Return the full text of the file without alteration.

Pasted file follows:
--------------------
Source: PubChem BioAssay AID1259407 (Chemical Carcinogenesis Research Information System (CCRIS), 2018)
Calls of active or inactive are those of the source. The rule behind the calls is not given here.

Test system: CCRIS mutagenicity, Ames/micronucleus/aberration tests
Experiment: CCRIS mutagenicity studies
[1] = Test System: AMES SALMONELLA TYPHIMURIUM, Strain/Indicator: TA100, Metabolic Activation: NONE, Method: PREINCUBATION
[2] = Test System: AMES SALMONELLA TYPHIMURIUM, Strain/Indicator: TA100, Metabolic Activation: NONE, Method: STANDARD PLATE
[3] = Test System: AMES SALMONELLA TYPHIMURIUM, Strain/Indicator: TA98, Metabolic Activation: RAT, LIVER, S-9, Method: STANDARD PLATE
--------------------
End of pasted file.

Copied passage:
Source: PubChem BioAssay AID1259407 (Chemical Carcinogenesis Research Information System (CCRIS), 2018)
Calls of active or inactive are those of the source. The rule behind the calls is not given here.

Test system: CCRIS mutagenicity, Ames/micronucleus/aberration tests
Experiment: CCRIS mutagenicity studies
[1] = Test System: AMES SALMONELLA TYPHIMURIUM, Strain/Indicator: TA100, Metabolic Activation: NONE, Method: PREINCUBATION
[2] = Test System: AMES SALMONELLA TYPHIMURIUM, Strain/Indicator: TA100, Metabolic Activation: NONE, Method: STANDARD PLATE
[3] = Test System: AMES SALMONELLA TYPHIMURIUM, Strain/Indicator: TA98, Metabolic Activation: RAT, LIVER, S-9, Method: STANDARD PLATE